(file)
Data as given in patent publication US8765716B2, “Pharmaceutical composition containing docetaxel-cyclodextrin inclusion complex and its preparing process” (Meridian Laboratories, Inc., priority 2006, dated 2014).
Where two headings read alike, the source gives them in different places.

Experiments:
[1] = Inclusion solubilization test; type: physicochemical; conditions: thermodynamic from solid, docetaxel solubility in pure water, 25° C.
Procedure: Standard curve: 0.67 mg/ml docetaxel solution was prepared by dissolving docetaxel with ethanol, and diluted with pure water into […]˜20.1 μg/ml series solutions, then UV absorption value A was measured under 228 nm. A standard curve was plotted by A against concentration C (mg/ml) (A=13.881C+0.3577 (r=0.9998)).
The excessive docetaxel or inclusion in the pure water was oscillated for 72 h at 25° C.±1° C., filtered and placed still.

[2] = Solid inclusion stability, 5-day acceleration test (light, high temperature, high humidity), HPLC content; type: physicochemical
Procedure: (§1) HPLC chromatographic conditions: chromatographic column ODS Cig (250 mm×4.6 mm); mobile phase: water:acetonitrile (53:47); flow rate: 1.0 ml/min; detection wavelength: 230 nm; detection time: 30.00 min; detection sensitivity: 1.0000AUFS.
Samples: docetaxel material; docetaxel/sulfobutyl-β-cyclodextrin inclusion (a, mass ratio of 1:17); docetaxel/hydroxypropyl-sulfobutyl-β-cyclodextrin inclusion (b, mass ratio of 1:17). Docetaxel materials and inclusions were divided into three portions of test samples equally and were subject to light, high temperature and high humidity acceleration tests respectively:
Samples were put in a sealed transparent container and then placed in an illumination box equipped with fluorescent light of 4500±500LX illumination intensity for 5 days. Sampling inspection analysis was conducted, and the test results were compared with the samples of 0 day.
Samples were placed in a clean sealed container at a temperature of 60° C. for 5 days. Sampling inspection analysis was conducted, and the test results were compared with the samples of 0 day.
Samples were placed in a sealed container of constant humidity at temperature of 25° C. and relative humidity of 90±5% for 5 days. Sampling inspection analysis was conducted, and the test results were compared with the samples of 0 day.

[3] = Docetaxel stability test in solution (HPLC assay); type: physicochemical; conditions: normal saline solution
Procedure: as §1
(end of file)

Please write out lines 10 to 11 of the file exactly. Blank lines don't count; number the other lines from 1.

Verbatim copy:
Samples were put in a sealed transparent container and then placed in an illumination box equipped with fluorescent light of 4500±500LX illumination intensity for 5 days. Sampling inspection analysis was conducted, and the test results were compared with the samples of 0 day.
Samples were placed in a clean sealed container at a temperature of 60° C. for 5 days. Sampling inspection analysis was conducted, and the test results were compared with the samples of 0 day.